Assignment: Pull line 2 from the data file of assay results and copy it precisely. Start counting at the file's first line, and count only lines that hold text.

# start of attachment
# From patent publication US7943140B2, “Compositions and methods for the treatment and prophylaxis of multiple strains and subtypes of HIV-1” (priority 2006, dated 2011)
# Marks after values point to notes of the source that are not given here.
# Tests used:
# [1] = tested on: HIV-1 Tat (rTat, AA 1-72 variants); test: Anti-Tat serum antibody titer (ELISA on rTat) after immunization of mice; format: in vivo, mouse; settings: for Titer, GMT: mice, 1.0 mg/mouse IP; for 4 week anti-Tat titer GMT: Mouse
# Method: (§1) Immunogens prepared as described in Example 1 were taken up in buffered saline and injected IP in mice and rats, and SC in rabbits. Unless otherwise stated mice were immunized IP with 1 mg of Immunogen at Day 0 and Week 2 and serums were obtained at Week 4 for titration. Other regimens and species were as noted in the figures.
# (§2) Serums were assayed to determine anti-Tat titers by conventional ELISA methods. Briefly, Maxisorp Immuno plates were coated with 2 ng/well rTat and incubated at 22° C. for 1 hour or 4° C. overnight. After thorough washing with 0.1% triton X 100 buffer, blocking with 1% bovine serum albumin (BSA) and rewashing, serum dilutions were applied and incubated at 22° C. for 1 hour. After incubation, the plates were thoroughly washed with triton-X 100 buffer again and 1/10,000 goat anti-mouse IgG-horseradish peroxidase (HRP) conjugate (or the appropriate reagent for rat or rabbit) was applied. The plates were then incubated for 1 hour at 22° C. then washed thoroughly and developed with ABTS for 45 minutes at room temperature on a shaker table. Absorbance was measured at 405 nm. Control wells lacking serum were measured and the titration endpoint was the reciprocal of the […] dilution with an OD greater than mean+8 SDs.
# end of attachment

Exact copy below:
# Marks after values point to notes of the source that are not given here.